ISSN (Print) - 0012-9976 | ISSN (Online) - 2349-8846

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Addressing Loss and Damage from Climate Change Impacts

The 21st Conference of the Parties to the United Nations Framework Convention on Climate Change, to be held in Paris from 30 November 2015 to 11 December 2015, will need to resolve several long-standing issues pertaining to climate-induced loss and damage. This article lists the key issues relating to loss and damage. It then evaluates the potential for and limits of legal claims relating to loss and damage in general international law so as to contextualise their treatment in the climate negotiations.

'Lima Call to Climate Action'

The United Nations climate talks in Lima, Peru, were important as the last preparatory meet ahead of the Paris talks in late 2015, where a new global agreement to combat climate change is to be negotiated. While few would characterise the "Lima Call to Climate Action" as a resounding success, given the deep differences that plague the climate negotiations, the Lima call represents progress and will stand countries in good stead as the drum roll for Paris begins.

'Lima Call to Climate Action'

The United Nations climate talks in Lima, Peru, were important as the last preparatory meet ahead of the Paris talks in late 2015, where a new global agreement to combat climate change is to be negotiated. While few would characterise the "Lima Call to Climate Action" as a resounding success, given the deep differences that plague the climate negotiations, the Lima call represents progress and will stand countries in good stead as the drum roll for Paris begins.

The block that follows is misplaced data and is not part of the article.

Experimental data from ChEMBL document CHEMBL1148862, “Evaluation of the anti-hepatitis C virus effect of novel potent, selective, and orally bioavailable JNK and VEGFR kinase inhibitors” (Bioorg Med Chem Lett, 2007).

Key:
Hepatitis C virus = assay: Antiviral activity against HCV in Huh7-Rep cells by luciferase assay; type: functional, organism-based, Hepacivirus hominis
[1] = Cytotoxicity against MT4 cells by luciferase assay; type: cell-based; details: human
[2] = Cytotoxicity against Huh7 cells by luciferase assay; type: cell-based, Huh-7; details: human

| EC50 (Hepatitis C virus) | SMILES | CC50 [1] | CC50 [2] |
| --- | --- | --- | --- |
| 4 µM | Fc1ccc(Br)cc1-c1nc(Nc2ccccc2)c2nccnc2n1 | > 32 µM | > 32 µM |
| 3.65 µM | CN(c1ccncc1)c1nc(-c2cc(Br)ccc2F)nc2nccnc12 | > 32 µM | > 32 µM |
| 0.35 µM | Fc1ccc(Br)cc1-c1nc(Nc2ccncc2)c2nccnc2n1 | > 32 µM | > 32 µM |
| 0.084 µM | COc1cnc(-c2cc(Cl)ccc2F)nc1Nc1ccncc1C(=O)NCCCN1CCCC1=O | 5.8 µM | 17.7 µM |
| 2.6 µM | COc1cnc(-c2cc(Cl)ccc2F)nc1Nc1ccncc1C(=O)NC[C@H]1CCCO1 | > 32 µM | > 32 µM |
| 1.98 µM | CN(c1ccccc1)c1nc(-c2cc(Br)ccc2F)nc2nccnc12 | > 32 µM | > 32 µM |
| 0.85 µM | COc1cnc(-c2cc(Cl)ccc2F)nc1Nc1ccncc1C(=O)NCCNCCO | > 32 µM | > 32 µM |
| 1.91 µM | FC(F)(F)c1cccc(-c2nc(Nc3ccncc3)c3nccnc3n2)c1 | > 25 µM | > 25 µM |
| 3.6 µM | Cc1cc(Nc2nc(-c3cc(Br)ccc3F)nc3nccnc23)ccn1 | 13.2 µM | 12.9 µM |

The Copenhagen Agreed Outcome: Form, Shape and Influence

This article explores first, why a legally binding instrument is unlikely to emerge from the UN conference on climate change at Copenhagen, and next, whether it matters and if so, why. In the process, it examines the terms "politically binding", and "legally binding", and explores the space between and within politically and legally binding agreements. It also discusses the form and shape that a political deal could take at Copenhagen, and the influence it could have in the development of a future climate regime.

'Cloud' over Climate Negotiations: From Bangkok to Copenhagen and Beyond

After months of incremental progress on negotiating text for the United Nations summit on climate change in Copenhagen in December, recent talks in Bangkok unearthed a deal breaker - the fate of the Kyoto Protocol. Most developed countries are advocating a single integrated instrument at Copenhagen to replace the Kyoto Protocol. This article explores the anatomy of the G-77/China's resistance to such a new instrument, and argues that this instrument is likely, given emerging political realities, to take a fundamentally different character, and burdensharing arrangement, from that of the Kyoto Protocol.

Exploring Legal Form Options for a Post-2012 Climate Regime

In the run-up to the United Nations conference on climate change, scheduled to be held in Copenhagen, in December 2009 there is a great deal of discussion and speculation about what legal agreement should emerge from that conference. Given the current state of the negotiations, and the range of legal form options that countries are exploring, the most viable route for Copenhagen to adopt may be a transitional option that builds on the strengths of the Kyoto Protocol, provides a lead-in time for more ambitious engagement from key players, and eventually draws the Parties towards a simple, coherent, implementable and ambitious climate regime.

Democratisation of the United Nations

Democratisation of the United Nations Lavanya Rajamani As the UN completes its 50th year, its two principal organs the general assembly and the security council are the focus of reforms for reflecting changed equations in international relations.
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